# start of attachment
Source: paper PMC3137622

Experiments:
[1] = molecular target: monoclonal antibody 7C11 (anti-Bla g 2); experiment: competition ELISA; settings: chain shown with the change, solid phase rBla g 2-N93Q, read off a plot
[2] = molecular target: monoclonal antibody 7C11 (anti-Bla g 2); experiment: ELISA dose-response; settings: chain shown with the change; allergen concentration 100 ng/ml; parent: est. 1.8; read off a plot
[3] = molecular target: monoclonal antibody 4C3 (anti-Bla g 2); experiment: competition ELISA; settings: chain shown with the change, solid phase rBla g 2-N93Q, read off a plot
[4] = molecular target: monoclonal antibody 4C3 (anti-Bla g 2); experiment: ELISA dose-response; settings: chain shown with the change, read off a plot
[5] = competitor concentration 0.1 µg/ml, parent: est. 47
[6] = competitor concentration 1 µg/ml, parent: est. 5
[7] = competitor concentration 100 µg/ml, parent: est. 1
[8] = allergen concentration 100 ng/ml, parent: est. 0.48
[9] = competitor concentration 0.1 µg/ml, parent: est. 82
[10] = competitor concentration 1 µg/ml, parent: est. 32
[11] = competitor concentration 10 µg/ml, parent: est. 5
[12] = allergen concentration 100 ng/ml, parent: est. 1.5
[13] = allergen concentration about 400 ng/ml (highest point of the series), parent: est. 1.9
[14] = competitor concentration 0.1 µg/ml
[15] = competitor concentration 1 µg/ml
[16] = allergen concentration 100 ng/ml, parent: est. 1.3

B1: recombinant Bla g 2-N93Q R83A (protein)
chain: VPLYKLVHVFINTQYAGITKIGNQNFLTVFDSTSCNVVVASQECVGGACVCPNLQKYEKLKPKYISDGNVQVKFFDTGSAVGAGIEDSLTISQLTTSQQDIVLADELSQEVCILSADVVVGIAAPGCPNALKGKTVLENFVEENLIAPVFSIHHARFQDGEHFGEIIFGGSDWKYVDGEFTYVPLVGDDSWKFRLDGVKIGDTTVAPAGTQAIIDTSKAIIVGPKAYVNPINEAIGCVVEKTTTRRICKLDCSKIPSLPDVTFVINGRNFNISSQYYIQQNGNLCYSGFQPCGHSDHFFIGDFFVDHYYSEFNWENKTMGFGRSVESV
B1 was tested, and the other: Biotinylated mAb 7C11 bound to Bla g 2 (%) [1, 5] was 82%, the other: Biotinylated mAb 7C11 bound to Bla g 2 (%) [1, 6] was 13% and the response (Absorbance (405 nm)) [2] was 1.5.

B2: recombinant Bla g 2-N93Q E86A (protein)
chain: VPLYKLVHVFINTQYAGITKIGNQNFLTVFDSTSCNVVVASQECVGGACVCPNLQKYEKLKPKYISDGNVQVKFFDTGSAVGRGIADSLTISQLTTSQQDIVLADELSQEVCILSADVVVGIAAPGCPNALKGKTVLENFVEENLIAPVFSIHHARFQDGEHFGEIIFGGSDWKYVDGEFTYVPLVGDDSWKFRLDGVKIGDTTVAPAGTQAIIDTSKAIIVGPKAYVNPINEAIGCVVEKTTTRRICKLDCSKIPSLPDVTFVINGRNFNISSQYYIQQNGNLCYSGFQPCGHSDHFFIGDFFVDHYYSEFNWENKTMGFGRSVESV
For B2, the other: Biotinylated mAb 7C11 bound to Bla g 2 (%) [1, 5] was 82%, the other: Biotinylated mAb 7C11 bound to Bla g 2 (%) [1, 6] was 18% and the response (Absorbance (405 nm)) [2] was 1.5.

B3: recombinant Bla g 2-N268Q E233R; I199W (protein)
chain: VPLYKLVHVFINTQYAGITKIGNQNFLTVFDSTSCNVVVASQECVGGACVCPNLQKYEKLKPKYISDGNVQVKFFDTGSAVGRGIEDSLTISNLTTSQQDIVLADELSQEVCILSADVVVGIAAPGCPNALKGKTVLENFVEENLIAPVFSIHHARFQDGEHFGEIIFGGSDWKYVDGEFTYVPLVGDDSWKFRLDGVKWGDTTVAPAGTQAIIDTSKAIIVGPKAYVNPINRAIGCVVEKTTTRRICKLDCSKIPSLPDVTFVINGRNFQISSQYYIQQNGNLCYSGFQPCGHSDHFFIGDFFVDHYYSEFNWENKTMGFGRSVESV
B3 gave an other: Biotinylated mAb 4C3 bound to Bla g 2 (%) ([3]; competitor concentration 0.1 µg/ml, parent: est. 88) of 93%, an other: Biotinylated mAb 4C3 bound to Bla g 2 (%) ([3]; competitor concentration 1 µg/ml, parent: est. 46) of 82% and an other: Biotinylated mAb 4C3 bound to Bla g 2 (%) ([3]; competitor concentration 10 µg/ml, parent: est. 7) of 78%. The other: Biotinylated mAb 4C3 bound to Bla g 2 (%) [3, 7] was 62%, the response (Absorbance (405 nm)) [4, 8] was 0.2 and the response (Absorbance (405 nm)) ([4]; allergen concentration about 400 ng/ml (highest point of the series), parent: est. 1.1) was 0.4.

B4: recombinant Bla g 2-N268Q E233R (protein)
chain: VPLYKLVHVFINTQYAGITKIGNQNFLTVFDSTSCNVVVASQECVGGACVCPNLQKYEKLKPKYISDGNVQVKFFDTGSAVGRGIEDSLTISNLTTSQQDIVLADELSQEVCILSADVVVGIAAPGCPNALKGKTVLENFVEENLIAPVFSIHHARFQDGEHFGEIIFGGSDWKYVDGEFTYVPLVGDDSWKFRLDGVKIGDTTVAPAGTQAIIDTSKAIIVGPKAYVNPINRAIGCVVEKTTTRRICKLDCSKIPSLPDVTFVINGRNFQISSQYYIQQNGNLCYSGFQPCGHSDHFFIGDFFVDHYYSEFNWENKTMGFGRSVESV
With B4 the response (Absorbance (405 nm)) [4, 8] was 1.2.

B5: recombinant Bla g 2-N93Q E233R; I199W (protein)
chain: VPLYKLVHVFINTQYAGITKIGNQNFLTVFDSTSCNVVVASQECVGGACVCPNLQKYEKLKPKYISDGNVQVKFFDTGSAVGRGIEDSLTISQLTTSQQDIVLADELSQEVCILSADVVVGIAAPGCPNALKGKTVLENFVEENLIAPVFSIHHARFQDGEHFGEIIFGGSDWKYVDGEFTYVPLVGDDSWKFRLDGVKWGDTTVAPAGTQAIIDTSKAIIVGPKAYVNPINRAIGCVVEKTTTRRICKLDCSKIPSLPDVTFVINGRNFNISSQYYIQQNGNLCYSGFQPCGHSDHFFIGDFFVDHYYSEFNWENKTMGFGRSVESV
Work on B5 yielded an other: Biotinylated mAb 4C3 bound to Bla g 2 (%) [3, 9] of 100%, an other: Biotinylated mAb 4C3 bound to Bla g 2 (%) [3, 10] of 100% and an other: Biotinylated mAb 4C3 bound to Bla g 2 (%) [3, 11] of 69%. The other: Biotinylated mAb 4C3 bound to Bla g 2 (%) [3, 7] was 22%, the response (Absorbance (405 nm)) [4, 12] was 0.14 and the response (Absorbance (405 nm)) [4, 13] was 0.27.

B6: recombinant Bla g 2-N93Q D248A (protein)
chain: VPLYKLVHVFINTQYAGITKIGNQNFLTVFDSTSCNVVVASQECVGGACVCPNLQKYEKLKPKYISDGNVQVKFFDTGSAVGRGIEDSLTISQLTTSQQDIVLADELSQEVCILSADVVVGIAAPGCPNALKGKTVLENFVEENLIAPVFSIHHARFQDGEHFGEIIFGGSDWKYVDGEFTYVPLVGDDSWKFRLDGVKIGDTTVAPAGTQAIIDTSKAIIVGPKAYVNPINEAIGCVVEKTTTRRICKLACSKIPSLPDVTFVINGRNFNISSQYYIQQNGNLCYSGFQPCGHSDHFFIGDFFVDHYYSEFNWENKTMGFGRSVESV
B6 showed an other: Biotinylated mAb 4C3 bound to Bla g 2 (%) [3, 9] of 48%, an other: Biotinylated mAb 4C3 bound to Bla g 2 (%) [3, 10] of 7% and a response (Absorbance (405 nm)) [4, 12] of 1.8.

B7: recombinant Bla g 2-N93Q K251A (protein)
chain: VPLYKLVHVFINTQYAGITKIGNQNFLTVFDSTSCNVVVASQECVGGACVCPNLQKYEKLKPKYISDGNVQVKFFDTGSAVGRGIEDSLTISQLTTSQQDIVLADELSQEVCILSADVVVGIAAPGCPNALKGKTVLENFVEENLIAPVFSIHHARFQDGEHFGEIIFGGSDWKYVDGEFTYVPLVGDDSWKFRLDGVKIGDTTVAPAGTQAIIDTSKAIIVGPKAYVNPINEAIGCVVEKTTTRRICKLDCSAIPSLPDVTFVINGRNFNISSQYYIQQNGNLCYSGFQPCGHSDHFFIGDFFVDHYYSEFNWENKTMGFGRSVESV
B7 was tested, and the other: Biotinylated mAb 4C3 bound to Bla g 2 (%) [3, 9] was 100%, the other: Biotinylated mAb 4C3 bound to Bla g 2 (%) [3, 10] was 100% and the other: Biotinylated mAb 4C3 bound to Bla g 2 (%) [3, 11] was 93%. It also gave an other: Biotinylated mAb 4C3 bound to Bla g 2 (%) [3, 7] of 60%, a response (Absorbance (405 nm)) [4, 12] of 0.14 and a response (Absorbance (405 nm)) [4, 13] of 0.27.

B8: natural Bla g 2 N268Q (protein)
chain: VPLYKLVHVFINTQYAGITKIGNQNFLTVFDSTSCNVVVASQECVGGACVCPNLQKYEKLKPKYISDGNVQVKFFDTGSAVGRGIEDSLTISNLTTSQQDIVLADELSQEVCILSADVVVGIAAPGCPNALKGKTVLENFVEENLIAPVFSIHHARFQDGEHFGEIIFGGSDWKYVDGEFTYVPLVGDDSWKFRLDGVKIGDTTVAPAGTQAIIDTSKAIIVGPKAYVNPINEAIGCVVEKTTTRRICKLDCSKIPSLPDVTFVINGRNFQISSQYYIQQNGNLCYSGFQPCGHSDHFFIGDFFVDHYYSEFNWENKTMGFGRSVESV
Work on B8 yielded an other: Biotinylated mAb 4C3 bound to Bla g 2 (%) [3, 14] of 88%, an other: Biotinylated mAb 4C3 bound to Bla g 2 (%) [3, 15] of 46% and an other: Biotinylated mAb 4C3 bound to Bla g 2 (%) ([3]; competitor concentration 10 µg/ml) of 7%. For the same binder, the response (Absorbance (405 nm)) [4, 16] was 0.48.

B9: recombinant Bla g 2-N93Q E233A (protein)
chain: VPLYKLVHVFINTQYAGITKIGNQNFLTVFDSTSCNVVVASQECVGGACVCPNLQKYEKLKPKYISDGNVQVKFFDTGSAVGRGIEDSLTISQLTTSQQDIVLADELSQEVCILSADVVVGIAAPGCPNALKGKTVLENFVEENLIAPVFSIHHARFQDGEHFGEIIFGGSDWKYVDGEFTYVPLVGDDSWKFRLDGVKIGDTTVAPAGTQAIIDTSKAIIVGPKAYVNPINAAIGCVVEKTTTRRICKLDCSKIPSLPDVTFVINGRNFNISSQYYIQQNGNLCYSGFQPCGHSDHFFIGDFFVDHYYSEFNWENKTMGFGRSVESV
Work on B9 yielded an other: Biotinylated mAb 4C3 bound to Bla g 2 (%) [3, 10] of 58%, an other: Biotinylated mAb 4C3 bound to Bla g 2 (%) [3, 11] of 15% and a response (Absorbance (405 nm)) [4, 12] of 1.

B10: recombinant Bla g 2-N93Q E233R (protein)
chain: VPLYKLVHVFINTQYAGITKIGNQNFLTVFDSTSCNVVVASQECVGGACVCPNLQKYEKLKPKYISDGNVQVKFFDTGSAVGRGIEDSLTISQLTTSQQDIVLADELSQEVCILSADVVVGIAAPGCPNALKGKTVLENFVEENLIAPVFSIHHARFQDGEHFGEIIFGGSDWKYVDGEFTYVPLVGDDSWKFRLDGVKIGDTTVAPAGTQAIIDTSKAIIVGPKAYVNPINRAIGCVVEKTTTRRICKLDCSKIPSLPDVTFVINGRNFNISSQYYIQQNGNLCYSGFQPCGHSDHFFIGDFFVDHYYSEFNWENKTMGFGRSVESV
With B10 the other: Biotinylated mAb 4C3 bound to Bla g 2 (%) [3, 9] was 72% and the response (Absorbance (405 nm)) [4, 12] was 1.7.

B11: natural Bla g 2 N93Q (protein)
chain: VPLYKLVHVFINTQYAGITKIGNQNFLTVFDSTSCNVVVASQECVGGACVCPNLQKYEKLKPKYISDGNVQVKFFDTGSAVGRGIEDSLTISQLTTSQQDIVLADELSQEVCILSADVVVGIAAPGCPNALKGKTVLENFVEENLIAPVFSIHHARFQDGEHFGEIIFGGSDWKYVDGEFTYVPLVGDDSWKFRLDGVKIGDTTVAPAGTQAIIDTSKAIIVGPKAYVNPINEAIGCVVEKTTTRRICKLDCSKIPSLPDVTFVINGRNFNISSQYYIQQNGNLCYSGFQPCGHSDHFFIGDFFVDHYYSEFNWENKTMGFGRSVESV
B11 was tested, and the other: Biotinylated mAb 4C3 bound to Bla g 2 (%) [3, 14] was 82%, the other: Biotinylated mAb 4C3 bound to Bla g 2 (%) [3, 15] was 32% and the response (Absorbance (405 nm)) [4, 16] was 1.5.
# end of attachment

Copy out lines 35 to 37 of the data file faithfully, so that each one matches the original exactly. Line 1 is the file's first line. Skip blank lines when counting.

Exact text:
chain: VPLYKLVHVFINTQYAGITKIGNQNFLTVFDSTSCNVVVASQECVGGACVCPNLQKYEKLKPKYISDGNVQVKFFDTGSAVGRGIEDSLTISQLTTSQQDIVLADELSQEVCILSADVVVGIAAPGCPNALKGKTVLENFVEENLIAPVFSIHHARFQDGEHFGEIIFGGSDWKYVDGEFTYVPLVGDDSWKFRLDGVKIGDTTVAPAGTQAIIDTSKAIIVGPKAYVNPINEAIGCVVEKTTTRRICKLACSKIPSLPDVTFVINGRNFNISSQYYIQQNGNLCYSGFQPCGHSDHFFIGDFFVDHYYSEFNWENKTMGFGRSVESV
B6 showed an other: Biotinylated mAb 4C3 bound to Bla g 2 (%) [3, 9] of 48%, an other: Biotinylated mAb 4C3 bound to Bla g 2 (%) [3, 10] of 7% and a response (Absorbance (405 nm)) [4, 12] of 1.8.

B7: recombinant Bla g 2-N93Q K251A (protein)